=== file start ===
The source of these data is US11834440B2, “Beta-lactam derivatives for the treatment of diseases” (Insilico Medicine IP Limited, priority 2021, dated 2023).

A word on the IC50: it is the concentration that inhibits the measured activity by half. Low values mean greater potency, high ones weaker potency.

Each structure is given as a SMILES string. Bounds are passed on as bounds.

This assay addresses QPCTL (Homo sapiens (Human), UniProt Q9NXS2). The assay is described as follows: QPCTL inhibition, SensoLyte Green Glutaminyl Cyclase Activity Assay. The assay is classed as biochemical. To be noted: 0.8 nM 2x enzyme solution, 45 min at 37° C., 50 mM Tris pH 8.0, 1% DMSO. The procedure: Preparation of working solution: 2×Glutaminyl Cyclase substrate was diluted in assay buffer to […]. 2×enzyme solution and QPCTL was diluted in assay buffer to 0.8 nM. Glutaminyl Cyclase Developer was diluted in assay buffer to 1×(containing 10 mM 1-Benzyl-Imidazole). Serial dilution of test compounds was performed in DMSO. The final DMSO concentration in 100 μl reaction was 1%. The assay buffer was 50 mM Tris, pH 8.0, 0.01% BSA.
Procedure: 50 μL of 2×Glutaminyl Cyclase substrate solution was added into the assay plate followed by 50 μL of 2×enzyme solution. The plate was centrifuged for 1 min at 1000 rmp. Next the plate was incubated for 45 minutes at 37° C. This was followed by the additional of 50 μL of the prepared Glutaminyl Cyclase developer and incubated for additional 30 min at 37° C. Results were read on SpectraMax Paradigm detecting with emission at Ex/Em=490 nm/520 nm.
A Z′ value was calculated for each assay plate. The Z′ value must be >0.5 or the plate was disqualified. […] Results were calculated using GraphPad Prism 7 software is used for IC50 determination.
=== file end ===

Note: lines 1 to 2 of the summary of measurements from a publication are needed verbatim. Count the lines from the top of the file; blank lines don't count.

The source of these data is US11834440B2, “Beta-lactam derivatives for the treatment of diseases” (Insilico Medicine IP Limited, priority 2021, dated 2023).

A word on the IC50: it is the concentration that inhibits the measured activity by half. Low values mean greater potency, high ones weaker potency.